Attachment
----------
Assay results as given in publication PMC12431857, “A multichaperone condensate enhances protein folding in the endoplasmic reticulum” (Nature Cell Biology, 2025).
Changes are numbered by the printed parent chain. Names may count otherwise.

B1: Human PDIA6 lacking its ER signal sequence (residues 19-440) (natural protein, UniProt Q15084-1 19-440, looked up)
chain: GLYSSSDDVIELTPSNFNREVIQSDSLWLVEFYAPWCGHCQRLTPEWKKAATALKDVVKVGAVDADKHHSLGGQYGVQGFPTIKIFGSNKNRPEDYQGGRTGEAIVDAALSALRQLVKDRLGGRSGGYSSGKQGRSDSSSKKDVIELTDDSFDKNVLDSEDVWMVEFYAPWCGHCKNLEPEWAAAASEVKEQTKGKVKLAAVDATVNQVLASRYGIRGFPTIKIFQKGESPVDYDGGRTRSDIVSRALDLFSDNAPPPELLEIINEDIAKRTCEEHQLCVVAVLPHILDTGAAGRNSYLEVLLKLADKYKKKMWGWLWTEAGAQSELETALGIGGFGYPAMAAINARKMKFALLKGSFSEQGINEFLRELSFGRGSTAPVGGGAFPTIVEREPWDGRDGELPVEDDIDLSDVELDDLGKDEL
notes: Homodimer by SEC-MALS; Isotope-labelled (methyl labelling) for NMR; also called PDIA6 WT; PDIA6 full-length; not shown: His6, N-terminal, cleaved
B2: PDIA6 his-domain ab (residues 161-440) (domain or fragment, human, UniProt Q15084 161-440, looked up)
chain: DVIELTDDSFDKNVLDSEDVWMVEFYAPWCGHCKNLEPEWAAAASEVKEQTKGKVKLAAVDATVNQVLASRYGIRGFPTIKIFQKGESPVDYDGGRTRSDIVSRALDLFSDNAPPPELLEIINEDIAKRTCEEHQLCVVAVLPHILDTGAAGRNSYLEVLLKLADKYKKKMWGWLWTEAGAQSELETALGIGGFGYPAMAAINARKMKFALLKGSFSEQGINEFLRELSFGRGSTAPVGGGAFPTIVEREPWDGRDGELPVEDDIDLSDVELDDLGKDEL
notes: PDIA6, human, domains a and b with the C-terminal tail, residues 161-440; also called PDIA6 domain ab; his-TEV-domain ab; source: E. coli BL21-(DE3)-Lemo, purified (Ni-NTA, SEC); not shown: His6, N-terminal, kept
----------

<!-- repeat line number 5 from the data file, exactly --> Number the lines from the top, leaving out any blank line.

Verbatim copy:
notes: Homodimer by SEC-MALS; Isotope-labelled (methyl labelling) for NMR; also called PDIA6 WT; PDIA6 full-length; not shown: His6, N-terminal, cleaved